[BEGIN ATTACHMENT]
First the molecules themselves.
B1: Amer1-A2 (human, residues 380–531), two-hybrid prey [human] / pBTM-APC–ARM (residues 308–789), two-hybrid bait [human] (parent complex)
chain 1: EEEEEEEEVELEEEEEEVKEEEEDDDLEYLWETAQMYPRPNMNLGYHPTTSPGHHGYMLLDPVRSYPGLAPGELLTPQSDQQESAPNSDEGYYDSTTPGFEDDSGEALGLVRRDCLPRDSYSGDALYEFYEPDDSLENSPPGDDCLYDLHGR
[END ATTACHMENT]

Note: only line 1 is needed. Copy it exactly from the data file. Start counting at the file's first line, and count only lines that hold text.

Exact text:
First the molecules themselves.